Freon

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The History of Freon


From the late 1800s until 1929, refrigerators used toxic gases, such as ammonia, methyl chloride, and sulfur dioxide, as refrigerants. Leakages of these harmful gases from refrigerators resulted in some fatal accidents. People started leaving their refrigerators in their backyard. A collaborative effort began towards developing a new way of refrigeration.

In 1928, Thomas Midgley, Jr. invented a "miracle compound" called Freon. Freon represents several different chlorofluorocarbons, or CFCs. Freons are colorless, odorless, nonflammable, noncorrosive gases or liquids. In 1930, the Kinetic Chemical Company was formed to start the production Freon. Because Freon is non-toxic, it eliminated the danger posed by refrigerator leaks. A few years later, freon became the standard refrigerant used in refrigerators. The breakthrough of freon was very exciting to people around the world. It wasn't until decades later when people realized that the CFCs endangered the ozone layer of the entire planet.

Where's Freon Found?


Until recently, freon has been used as a coolant in commercial and industrial air conditioners and as an ingredient in aerosol sprays. Freon is also used as a refrigerant in some refrigerators.

Dangers to the Environment


Freon usually doesn't cause immediate environmental harm, but it will most likely remain in the air long enough to reach the upper atmosphere. Once it reaches the atmosphere it can be a source of chlorine atoms that damage the Earth's ozone layer. Ozone damage in the upper atmosphere can lead to and increased amount of ultraviolet (UV) radiation that reaches the surface, affecting the environment in ways such as global warming.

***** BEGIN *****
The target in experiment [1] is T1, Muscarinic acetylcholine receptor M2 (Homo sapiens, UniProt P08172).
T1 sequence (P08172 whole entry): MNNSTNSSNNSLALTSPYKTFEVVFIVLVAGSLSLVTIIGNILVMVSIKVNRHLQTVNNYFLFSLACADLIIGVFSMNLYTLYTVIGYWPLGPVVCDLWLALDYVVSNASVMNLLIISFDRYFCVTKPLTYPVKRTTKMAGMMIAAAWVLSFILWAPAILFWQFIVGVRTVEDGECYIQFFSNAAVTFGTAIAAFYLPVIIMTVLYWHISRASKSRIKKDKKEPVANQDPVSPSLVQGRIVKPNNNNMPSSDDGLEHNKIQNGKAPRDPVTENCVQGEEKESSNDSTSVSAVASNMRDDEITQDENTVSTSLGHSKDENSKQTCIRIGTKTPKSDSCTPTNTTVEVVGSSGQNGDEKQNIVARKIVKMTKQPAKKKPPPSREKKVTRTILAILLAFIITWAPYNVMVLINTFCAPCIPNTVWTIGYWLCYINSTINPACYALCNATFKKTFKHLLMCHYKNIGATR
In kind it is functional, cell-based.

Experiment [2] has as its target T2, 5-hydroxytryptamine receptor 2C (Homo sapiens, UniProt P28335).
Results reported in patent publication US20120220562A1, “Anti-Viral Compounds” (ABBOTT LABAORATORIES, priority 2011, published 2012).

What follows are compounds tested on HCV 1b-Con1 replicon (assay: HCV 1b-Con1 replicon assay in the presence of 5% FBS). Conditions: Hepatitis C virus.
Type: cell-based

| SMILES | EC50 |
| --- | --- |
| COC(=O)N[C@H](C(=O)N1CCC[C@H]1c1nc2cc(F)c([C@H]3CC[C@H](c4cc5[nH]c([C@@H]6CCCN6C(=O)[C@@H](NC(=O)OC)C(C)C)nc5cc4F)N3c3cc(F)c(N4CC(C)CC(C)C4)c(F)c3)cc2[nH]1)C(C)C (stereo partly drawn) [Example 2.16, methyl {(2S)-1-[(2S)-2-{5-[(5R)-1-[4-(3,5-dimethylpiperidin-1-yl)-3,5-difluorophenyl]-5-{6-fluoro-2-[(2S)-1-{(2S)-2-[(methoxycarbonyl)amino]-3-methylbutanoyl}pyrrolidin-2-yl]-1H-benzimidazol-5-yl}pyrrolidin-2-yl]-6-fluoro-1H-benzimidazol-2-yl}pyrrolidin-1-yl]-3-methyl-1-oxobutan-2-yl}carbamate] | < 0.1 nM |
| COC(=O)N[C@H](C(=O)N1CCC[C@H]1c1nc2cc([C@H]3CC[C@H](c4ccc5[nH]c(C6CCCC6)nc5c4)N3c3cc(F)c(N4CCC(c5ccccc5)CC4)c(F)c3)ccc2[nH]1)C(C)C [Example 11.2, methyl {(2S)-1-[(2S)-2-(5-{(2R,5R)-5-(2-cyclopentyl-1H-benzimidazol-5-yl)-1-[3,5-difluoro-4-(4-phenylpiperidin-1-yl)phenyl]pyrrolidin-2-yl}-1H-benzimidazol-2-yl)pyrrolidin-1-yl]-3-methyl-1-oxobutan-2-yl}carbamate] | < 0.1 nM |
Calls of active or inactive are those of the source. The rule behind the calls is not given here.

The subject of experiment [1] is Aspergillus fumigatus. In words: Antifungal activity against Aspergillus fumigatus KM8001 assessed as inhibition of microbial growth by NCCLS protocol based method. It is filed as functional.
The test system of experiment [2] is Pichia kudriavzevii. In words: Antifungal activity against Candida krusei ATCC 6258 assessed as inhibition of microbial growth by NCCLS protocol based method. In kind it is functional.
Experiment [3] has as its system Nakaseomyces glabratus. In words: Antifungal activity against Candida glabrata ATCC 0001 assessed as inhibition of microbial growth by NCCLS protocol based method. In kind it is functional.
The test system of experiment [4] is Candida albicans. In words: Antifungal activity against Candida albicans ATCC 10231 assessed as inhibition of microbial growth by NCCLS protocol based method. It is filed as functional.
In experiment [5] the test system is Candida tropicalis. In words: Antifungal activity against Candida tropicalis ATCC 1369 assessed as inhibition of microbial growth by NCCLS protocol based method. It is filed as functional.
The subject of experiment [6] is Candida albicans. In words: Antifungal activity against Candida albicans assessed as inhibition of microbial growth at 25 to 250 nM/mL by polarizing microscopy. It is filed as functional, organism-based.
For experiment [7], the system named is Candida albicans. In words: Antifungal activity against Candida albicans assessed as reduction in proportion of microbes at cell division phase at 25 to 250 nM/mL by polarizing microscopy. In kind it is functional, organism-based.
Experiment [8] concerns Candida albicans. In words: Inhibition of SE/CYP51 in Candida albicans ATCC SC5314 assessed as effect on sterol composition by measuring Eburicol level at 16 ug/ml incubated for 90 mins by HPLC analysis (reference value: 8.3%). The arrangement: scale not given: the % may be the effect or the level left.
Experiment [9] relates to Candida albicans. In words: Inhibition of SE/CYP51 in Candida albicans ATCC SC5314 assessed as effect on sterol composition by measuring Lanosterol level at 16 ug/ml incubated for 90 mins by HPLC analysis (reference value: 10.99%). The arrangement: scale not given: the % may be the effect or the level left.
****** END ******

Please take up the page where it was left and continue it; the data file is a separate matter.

Dangers to Human Health


Freon can enter the body when it's breathed in with contaminated air or consumed with contaminated food or water. It can also be absorbed through skin contact. Breathing large amounts of freon for short periods of time have effects on the human nervous system. Effects range from dizziness to incoordination and irregular heart beat. These effects are not likely to occur at levels of freon that are normally found in the environment.

How To Handle Freon Responsibly


Along with prohibiting the production of ozone-depleting refrigerants, the Clean Air Act mandates the use of common sense in handling refrigerants. By containing and using freon responsibly -- that is, by recovering, recycling, and reclaiming, and by reducing leaks -- their ozone depletion and global warming consequences are minimized. One important thing a homeowner can do for the environment, regardless of the refrigerant used, is to select a dependable dealer that employs service technicians who are EPA-certified to handle refrigerants.

Sources

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